eBay Purchase #12 – Honeywell 101WN AT Keyboard

honeywellkb-1eBay Purchase Price: $20 AUD

Country of Origin: Australia

Condition: Excellent

Lately I haven’t been trawling through eBay until only just a few days ago. When I did this keyboard was found, known as a Honeywell 101WN.

In more recent times of owning 486 and early Pentium PCs, I didn’t find much in the way of keyboards. IBM mechanical keyboards have the reputation as being the best, with ones in excellent condition easily going for $200 or so, sometimes more. Alternatively I took the approach of picking up a couple of new Microsoft PS/2 keyboards, as they were cheaper and easier to find. These would then be plugged into an adapter to convert PS/2 to the old 5-pin DIN connector on the motherboard.

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eBay Purchase #11 – Matrox Mystique 220 PCI Video Card

MatroxMystique220-1eBay Purchase Price: $275.50 AUD

Country of Origin: Australia

Condition: Excellent

Purchased from the same seller as the Creative SBS10 speakers, this was a highly contested item at auction. The desirability of the card was based on a combination of factors, though was a rather uncommon example of finding one with retail box and all. Here I’ve installed the card in one of my 486 PCs.

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eBay Purchase #10 – Creative Sound Blaster SBS10 Speakers

sbs10speaker-1eBay Purchase Price: $20.50 AUD

Country of Origin: Australia

Condition: New Old Stock

After scoring a brand new sound card for my 486 build, a Sound Blaster AWE 64 Gold, it crossed my mind as to the likelihood of finding a PC speaker set of similar vintage. After searching for a while on eBay, the chances looked rather slim. Then out of the blue, these new set of speakers came out of nowhere and fortunately I had won the auction. With the lack of thrift stores compared to North America, finding items such as these makes it all the more challenging.

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Corsair Carbide 600C ATX Case Review

CorsiarCase-1Lately I’ve been spending some of my spare time on considering my next major desktop PC upgrade.

The combination of having less room at home with a second baby on the way, aging desktops, and enough new standards such as DDR4 and M.2 SSDs, it seemed to be a good time to consolidate and update. While this blog is focussed on earlier computing, it will however be part of the PC I’ll eventually use for further updates here.

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In The Eyes of 1998 (Part 1)

1998-1

Front cover of PC Magazine, June 1998

“We always overestimate the change that will occur in the next two years and underestimate the change that will occur in the next ten. Don’t let yourself be lulled into inaction.”

That was a quote from Bill Gates’ book, “The Road Ahead”, published in 1996.

I thought it was fitting for this post, after recently coming across a feature article from  a magazine (PC Magazine) dating back to June 1998. Describing their predictions for computing in the years 2001 and 2010, let’s see what was accurate, delayed, and just didn’t happen.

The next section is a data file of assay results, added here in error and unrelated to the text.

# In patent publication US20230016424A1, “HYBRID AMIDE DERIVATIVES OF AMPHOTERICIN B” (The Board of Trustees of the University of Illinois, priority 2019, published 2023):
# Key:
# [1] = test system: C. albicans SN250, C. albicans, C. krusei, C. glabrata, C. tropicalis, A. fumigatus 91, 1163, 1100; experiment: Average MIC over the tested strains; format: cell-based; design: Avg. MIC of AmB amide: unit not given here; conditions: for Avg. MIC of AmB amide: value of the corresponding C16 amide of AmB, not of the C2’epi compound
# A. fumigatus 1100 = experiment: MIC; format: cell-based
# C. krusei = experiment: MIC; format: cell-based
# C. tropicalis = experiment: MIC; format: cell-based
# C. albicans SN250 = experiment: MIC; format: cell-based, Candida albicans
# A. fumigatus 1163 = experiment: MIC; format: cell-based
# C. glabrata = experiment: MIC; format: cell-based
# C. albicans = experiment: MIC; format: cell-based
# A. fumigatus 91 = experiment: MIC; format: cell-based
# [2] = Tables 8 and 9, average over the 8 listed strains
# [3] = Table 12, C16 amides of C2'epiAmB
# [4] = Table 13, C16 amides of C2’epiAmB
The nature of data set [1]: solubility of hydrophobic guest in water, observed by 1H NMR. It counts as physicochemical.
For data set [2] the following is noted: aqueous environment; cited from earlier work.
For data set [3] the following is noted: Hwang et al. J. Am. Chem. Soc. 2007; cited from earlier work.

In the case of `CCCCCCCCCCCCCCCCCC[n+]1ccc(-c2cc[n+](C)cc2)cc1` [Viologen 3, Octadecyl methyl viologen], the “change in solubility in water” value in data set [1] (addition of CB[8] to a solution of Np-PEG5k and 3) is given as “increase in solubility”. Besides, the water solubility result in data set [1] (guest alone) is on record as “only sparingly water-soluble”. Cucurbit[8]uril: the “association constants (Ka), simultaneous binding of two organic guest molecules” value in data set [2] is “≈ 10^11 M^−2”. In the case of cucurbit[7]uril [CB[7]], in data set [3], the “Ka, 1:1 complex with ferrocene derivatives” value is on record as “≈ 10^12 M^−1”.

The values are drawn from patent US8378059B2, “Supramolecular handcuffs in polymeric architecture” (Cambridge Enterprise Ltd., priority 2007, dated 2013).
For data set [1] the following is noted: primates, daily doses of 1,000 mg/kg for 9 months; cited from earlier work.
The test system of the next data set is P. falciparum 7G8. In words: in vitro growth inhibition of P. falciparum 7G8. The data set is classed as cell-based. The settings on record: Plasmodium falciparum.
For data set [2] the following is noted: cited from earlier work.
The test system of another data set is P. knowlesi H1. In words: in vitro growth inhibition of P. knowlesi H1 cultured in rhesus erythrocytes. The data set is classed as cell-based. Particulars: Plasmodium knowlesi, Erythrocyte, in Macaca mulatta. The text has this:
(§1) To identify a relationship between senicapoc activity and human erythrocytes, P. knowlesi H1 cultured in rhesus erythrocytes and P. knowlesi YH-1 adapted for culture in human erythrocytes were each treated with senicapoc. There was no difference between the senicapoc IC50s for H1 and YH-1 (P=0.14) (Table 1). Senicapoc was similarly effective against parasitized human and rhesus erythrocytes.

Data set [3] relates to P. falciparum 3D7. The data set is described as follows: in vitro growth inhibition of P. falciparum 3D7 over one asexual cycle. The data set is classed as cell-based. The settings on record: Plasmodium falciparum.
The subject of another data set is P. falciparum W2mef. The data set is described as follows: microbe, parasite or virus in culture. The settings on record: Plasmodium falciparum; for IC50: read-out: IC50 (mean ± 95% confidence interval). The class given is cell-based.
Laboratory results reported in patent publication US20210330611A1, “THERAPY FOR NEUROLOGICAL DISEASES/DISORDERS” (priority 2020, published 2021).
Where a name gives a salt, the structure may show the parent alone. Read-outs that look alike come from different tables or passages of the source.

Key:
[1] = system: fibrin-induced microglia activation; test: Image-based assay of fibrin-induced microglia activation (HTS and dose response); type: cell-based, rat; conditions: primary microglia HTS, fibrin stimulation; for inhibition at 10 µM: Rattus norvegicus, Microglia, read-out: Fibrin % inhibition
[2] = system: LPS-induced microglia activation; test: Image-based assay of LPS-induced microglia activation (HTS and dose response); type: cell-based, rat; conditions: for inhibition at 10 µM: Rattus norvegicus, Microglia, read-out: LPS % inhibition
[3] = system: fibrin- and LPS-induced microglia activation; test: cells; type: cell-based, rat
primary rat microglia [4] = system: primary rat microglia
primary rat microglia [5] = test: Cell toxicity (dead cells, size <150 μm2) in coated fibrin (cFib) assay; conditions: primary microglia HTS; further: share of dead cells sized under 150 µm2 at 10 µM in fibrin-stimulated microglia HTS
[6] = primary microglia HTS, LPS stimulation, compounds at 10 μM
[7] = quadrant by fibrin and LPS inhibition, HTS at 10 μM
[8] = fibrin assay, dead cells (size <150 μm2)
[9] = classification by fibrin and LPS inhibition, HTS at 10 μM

In Part 1 of the series, I’ll be covering processors, home network devices, the TV PC, and digital video.

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Pulling Out My ThinkPad 755Cs

thinkpad755cs-1One of my earliest laptops is this IBM ThinkPad 755Cs dating back to 1994. According to the website ThinkWiki this model came with a colour display, either a 486 DX2 50 or DX4 75 Mhz processor, 4 MB RAM, 1 MB Western Digital WD90C24 video, Cirrus Logic CS4248 for audio, and a choice of a 170, 340, or 540 MB hard disk drive.

This particular one was maxed out with the DX4 processor and 540 MB drive, so it fetched some decent coin when new. It had also been upgraded to 20 MB RAM at some point.

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When Having 8-bit Colour Was Good

Monitors-1Since around the year 2000, LCD (liquid-crystal display) and later LED (light-emitting display) monitors gradually became the de facto standard replacing the earlier CRT (cathode ray tube) technology available. Over the years the size and resolutions of the monitors have increased significantly. These days when selecting one to buy it’s really just about choosing the desired screen size and whether it’s capable of 1080p or 4K resolution. No consideration for colour depth is required for instance.

Of course, during the 1980s and 1990s this wasn’t the case. A series of acronyms were used to give an indication of the monitor’s capabilities, and were frequently stated. Some of these acronyms were EGA and VGA. Over a number of years now low-end or built-in video adapters in motherboards, have no problem with displaying millions of colours on a 1920 x 1080 resolution screen. However, in the past it was more pertinent to ensure that the video adapter was capable enough to handle the monitor’s capabilities or vice versa.

In this post, I’ll be covering from the CGA and MDA standards of the early 1980s through to XGA in the 1990s used by IBM and compatible PCs. Before closing out, they’ll be mention of some of the other standards that became available. PCem is used for many of the screenshots due to the lack of physical hardware.

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IBM ThinkPad 380 Series on SpeedSys

ibm_logoIBM released the ThinkPad 380 series back in 1997 as a mid-range laptop to use essentially as a desktop replacement. These were part of the long running 300 series dating back to the early 1990s when IBM released a 386 laptop known as the ThinkPad 300. While initially housing the original Pentium processors, the 380 series had typically used a Pentium MMX or later a Pentium II. From what I can tell, these normally were preloaded with Windows 95, though drivers are available for Windows 3.1, NT, and OS/2 as well.

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